The Barrier will provide a world-class area of sea for multiple leisure use, sailing, boating, rowing, fishing, swimming and diving, all protected from the fierce North Sea. The Barrier can provide Hunstanton in particular with an exciting range of facilities. A small-crafts lock would provide marina space with access to both protected waters and the open sea.

Land reclamation

The Barrier provides the opportunity to reclaim some of the sand and mudbanks for agricultural, commercial and general use.

"Where should such reclamation take place?"

Wind turbines

The Barrier can provide a ‘backbone’ for a large number of wind turbines to increase the electricity output of the Barrier. In addition, the lagoon system can act as a ‘battery’ that stores surplus power during periods of high wind/low demand and releases it at times of low wind/ high demand.

"Does the green energy generated compensate for the environmental impact of these turbines?"

Impact on coastal deposition and erosion

The waves, tides and currents of the North Sea will all be affected by the Barrier.

This will impact on the coastline beyond the Wash, particularly with respect to the scouring action of the tides.

"How should the Barrier and tide management be used to improve the coastal environment beyond the Barrier?"

Type of construction

The Barrier can be built using a wide range of methods. The traditional method is to use rock, but the cost of this would be particularly high as there are no local sources of suitable stone. Sand can also be used provided it is possible to dredge for it in the locality. There are now, however, other methods of building barriers. For example, the use of ‘geo-textiles’ (giant sandbags) would reduce the amount of sand needed for construction and thus reduce the cost. Professor Salter has proposed using old car tyres as a means of capturing sand, reducing the amount of sand required and providing a useful final resting place for a problem material. The use of simple flexible plastic barriers is feasible for the construction of lagoons where barrier failure has no safety implications.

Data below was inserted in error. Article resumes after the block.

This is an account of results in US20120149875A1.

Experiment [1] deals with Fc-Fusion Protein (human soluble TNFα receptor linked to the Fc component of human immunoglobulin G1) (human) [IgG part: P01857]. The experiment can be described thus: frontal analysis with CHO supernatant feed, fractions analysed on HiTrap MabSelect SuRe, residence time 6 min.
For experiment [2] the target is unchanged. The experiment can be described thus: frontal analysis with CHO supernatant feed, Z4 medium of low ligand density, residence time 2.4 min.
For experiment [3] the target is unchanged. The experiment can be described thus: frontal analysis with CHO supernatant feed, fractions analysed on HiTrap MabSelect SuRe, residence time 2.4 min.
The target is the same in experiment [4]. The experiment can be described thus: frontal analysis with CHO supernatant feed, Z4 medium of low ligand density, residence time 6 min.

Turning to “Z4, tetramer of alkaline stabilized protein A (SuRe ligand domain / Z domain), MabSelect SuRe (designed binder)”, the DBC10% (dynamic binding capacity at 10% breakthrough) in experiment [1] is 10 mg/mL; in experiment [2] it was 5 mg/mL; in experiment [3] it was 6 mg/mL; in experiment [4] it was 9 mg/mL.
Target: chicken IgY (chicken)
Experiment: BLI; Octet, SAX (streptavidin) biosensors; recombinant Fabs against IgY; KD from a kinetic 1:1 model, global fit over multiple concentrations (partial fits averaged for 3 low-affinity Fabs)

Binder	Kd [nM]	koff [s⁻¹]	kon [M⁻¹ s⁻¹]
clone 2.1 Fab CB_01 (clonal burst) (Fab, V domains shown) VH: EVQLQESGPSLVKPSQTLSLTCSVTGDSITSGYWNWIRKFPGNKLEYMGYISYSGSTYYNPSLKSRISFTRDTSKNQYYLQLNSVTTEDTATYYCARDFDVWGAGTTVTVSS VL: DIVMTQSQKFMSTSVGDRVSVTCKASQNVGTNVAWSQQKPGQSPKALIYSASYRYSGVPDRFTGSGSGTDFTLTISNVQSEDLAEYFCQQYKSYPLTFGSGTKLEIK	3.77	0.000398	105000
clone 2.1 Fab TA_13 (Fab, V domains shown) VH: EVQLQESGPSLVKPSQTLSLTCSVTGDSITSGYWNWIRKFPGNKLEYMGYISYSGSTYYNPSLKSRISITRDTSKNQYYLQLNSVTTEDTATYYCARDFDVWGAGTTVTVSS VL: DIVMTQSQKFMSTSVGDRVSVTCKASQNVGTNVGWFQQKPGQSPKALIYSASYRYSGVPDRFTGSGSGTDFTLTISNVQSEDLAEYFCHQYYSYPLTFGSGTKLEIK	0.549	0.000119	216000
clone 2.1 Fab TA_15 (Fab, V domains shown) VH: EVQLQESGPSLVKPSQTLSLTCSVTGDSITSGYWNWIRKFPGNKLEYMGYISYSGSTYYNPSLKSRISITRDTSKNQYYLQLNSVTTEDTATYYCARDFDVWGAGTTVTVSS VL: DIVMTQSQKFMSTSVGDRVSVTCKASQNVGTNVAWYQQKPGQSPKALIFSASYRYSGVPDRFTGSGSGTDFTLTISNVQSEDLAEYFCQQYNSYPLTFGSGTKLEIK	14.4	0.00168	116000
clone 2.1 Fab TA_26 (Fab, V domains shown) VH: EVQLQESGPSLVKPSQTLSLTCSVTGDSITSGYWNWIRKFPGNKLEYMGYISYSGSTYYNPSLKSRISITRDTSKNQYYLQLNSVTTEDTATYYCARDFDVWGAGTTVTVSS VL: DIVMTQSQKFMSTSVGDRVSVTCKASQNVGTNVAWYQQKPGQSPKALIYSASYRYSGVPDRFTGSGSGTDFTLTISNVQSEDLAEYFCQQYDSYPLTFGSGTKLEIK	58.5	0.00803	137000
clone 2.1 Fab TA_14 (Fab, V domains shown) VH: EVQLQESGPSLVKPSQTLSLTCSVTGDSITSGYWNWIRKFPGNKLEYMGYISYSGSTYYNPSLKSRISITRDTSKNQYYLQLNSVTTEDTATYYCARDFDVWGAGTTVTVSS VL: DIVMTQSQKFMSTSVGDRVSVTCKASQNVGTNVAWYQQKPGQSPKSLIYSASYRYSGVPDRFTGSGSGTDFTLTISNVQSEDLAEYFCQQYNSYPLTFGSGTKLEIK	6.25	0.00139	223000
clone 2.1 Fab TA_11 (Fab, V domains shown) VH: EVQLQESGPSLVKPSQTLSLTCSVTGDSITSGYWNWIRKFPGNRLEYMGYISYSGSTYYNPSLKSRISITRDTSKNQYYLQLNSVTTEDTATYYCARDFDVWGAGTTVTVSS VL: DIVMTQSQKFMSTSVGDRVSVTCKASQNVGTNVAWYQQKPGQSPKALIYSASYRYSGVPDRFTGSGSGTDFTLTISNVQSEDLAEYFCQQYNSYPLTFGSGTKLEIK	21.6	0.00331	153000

How should shipping be accommodated?

Currently there are small ports at Kings Lynn, Boston and Wisbech, together with a number of other berths for leisure craft and so on. While locks through the Barrier would enable shipping to continue using each of these ports, the change in tides, currents etc. may interfere